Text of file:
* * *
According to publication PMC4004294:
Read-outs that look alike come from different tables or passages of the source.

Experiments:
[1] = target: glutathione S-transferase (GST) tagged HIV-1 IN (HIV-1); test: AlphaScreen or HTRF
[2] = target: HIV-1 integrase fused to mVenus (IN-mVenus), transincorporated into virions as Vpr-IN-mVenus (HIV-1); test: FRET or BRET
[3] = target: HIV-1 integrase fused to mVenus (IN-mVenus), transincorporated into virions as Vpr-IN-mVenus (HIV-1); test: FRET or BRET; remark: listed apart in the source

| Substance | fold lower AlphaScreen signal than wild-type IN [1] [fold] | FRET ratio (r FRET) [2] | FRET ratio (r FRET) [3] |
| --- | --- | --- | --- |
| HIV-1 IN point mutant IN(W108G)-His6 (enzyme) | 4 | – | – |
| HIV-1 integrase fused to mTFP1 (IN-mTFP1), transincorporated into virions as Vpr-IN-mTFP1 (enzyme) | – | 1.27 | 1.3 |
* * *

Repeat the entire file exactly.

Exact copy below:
According to publication PMC4004294:
Read-outs that look alike come from different tables or passages of the source.

Experiments:
[1] = target: glutathione S-transferase (GST) tagged HIV-1 IN (HIV-1); test: AlphaScreen or HTRF
[2] = target: HIV-1 integrase fused to mVenus (IN-mVenus), transincorporated into virions as Vpr-IN-mVenus (HIV-1); test: FRET or BRET
[3] = target: HIV-1 integrase fused to mVenus (IN-mVenus), transincorporated into virions as Vpr-IN-mVenus (HIV-1); test: FRET or BRET; remark: listed apart in the source

| Substance | fold lower AlphaScreen signal than wild-type IN [1] [fold] | FRET ratio (r FRET) [2] | FRET ratio (r FRET) [3] |
| --- | --- | --- | --- |
| HIV-1 IN point mutant IN(W108G)-His6 (enzyme) | 4 | – | – |
| HIV-1 integrase fused to mTFP1 (IN-mTFP1), transincorporated into virions as Vpr-IN-mTFP1 (enzyme) | – | 1.27 | 1.3 |